Intense, overwhelming, the agonies of Nora, which destroy her, and death of Bessie Burgess, shot by a British soldier who thinks she might be a sniper – they are sustained, stretched out, they leave the audience on a knife edge of emotion, they’re heart-rending and overwhelming. I felt when the lights went up at the end that I’d been an intruder, an uninvited guest, wanting but unable to intervene. This was not a time or place to applaud. (But of course we did.)

Curiously, one reviewer thought the play ‘so heavy going and full of crude stereotypes’ that it’s hard to care about the characters. Michael Billington, in the Guardian, on the other hand, got its measure: … once the play starts to exert its grip, it never lets go, and leaves you shaken and stirred’.

How an audience could fail to be stirred by this production – that disturbs me. Are we so inured to passion and poetry? So stultified by the easy emotions of endless evening soaps that we can’t distinguish real emotion – the real emotion of great theatre – from its cheap substitutes?

Let O’Casey have his say in the subject.

“The beauty, fire and poetry of drama [he’s writing about the early 1930s] have perished in a storm of fake realisms. Let real birds fly through the air; real animals roam through the jungle, real fish swim in the sea, but let us have art in the theatre. There is a deeper life than the life we see and hear with the open ear and the open eye and this is the life important and the life everlasting. So to hell with so-called realism, for it leads nowhere.”

He doesn’t mind going for the jugular, he’s not afraid of big characters and big emotion – and in The Plough and the Stars he gives the roles that rend the hearts to women. This isn’t a play about the front line – that’s around the corner, down the road, at the General Post Office. The confrontations, the aggression, are at home and in the local bar. Long after the event O’Casey reflected on his own life, and explained his aggression:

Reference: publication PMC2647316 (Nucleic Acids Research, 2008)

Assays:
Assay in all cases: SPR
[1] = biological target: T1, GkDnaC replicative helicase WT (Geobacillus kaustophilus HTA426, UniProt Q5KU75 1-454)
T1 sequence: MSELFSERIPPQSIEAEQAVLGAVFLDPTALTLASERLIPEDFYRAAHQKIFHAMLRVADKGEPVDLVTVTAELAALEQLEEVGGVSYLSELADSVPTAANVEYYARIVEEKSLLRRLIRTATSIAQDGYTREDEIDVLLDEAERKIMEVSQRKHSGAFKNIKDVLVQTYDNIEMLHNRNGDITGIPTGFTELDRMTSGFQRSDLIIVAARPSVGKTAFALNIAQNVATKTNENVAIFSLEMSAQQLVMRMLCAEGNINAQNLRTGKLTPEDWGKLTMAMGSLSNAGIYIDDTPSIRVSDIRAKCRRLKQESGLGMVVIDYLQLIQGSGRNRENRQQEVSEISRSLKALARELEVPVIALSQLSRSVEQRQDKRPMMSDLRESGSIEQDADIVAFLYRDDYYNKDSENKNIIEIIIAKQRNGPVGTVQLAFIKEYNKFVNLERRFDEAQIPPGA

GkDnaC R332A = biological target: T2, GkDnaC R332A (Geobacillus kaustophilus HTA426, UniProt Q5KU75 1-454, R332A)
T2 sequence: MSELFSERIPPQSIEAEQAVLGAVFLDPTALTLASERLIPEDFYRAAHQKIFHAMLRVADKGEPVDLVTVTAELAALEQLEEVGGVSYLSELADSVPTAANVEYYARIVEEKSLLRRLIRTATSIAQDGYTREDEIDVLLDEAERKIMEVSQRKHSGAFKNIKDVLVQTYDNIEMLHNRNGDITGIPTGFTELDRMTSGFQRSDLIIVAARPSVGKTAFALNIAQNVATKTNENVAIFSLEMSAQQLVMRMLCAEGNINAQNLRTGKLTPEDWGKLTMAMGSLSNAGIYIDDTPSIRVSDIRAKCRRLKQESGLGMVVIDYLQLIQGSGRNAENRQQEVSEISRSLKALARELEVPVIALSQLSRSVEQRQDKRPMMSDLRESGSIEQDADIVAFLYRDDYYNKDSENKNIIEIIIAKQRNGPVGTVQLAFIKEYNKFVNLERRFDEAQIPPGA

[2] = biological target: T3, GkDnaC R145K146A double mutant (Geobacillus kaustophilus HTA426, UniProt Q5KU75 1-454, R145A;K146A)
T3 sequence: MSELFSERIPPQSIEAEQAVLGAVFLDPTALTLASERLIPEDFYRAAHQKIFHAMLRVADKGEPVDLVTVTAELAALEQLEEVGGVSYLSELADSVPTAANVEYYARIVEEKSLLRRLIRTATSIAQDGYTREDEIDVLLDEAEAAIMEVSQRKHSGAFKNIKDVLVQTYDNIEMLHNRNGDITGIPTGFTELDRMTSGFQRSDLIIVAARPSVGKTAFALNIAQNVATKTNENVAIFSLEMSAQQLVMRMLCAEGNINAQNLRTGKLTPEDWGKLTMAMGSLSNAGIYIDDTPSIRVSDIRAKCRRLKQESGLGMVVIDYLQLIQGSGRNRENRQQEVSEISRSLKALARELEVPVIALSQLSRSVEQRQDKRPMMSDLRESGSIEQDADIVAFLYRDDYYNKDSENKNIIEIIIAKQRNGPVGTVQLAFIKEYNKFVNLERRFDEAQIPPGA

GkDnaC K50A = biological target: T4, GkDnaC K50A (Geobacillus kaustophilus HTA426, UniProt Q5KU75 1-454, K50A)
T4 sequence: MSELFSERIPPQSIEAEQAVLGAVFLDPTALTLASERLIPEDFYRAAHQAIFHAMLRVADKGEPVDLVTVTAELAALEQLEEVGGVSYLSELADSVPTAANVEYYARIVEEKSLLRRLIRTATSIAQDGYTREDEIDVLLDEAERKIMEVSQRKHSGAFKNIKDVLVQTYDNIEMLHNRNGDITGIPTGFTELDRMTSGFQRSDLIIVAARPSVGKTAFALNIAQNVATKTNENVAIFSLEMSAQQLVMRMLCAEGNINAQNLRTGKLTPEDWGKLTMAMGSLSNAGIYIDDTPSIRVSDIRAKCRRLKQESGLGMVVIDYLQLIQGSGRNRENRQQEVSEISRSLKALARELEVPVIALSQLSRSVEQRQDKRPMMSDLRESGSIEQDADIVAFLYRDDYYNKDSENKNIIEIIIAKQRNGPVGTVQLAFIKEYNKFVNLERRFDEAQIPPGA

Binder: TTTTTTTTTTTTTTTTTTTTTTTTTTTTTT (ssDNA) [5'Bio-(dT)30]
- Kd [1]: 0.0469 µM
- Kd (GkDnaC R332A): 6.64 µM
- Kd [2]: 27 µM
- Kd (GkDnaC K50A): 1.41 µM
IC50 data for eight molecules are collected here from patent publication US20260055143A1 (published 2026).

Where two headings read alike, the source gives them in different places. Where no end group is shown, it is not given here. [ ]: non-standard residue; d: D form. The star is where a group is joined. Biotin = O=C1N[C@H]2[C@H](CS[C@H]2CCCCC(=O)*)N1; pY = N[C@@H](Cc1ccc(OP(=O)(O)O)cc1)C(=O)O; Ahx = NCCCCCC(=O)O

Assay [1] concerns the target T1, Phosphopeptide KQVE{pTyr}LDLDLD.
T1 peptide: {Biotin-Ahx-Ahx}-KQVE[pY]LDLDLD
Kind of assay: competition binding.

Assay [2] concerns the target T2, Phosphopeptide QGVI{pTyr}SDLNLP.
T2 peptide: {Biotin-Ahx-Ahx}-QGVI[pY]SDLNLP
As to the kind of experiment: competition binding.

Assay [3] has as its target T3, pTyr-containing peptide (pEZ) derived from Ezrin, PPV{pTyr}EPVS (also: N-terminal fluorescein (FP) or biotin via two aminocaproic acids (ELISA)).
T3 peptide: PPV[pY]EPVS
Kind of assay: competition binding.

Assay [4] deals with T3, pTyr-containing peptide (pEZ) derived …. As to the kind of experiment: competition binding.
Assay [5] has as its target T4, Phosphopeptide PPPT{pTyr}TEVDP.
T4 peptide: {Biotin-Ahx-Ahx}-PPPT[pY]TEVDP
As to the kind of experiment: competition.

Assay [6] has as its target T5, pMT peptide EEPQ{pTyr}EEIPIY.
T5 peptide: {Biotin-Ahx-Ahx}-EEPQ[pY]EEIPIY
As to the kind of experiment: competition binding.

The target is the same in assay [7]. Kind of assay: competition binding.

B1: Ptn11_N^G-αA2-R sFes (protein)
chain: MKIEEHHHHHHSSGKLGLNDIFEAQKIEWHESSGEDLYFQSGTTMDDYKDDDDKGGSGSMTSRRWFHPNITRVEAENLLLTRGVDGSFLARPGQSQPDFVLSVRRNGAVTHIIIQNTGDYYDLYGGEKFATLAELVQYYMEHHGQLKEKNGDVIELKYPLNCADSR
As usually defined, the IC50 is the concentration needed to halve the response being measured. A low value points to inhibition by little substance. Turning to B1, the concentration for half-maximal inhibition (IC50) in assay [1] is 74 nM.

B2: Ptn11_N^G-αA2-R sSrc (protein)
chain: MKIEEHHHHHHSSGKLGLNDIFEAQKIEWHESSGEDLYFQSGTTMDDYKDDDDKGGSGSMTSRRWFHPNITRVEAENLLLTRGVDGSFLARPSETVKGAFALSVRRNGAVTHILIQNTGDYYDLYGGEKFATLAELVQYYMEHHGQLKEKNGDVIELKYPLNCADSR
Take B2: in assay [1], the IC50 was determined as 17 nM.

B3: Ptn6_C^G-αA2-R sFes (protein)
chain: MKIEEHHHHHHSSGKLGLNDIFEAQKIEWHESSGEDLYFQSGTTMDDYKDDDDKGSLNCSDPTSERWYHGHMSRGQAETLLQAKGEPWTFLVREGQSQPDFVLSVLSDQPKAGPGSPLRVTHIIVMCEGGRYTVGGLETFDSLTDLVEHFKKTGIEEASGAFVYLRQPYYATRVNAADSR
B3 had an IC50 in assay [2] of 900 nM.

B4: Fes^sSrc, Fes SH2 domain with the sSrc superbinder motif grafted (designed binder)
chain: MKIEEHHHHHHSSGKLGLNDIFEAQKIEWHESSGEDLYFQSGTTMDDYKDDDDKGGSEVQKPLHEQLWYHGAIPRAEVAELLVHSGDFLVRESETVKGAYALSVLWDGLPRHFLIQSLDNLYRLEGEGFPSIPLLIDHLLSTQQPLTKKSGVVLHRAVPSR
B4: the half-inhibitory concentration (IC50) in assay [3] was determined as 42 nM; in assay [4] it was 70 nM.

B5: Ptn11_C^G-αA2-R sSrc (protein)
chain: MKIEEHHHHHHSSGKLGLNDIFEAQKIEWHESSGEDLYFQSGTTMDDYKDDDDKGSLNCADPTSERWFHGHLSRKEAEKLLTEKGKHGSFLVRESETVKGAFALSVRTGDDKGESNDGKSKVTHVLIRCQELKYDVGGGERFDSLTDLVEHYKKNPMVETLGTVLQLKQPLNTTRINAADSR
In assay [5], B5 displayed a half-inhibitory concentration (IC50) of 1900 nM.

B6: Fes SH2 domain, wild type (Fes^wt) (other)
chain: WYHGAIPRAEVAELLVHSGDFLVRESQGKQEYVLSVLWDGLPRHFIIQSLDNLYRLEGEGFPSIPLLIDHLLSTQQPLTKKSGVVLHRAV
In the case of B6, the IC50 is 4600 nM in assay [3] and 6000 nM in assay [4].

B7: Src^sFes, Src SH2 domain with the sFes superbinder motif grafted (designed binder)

“I have lived a troublesome life in Ireland, in my youth hard times in the body, and in my manhood years, a hard time in the spirit. Hardship in my young days taught me how to fight hard, for if that characteristic wasn’t developed then, it meant that one became either a slave or a lick-spittle…. “So I learned how to resist all aggressive attempts to make me a docile one, and could hit back as hard as he who could hit hardest. This gift (for an earned gift it is) kept within me when I reached the world of thought as it had been in the world of hard labor – at times, I fear, fighting what I thought to be aggression where none was meant.”

‘…at times, I fear, fighting what I thought to be aggression where none was meant.’

Almost a throwaway line. I’ll always (this is ‘zenpolitics’ after all) argue against anger and aggression, and argue for facing up to it as soon as it arises. O’Casey faced up to it after the event. But given there are no perfections in life, and that theatre – as well as quiet places (walking maybe by the Liffey) – should always play its part in human existence, then I’m almost on O’Casey’s side. Sometimes anger simply does overwhelm. Better to realise that later (as O’Casey does!) than never.

And if one result is great drama, great theatre – well, should I be complaining?

[Quotations above taken from the New York Times O’Casey obituary.]

 

 

 

 

 

Truth isn’t indivisible

…it’s in the eye of the beholder.

Truth, as seen in the context of the referendum.

It’s suspect, handed down from above, seen as establishment truth. People came to distrust all facts as ‘handed down’. False information, rumour, scandal came to have the same status as facts.

Deliberate manipulation of the news, by mis-statement (the NHS £350 million), or by presentation (the infamous UKIP refugee advertisement).

The Remain campaign tried to fight fantasy with fact, ‘but they quickly found that the the currency of fact had been badly debased’.  (Katharine Viner.) Facts were labelled as Project Fear and ‘quickly neutralised by opposing facts’.  ‘This is a disastrous mistake that ends up by obscuring truth, and echoes how some report climate change.’

The BBC were, sadly, a prime example of this tendency.

Viner also refers to the way that many news organisations have ‘steered themselves away from public-interest journalism and toward ‘junk-food news’. Chasing readers, chasing advertising, and for online readers chasing clicks. What is equally worrying is the mixing of the two, apparently hard news with sex and scandal.

Hard news has to function in the same way – as scandal. Minimise the effort required of the reader.

Truth isn’t sufficient unto itself. It needs a helping hand.